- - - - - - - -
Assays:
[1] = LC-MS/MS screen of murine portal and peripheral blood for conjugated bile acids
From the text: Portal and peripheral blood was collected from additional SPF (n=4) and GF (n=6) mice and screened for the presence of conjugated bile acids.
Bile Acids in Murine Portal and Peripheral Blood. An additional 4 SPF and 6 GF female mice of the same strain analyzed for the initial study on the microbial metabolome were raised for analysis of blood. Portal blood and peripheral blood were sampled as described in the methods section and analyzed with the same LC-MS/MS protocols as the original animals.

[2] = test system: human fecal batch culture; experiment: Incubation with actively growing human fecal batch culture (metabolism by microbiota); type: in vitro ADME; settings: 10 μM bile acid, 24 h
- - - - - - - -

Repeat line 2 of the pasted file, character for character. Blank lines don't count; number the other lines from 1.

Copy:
[1] = LC-MS/MS screen of murine portal and peripheral blood for conjugated bile acids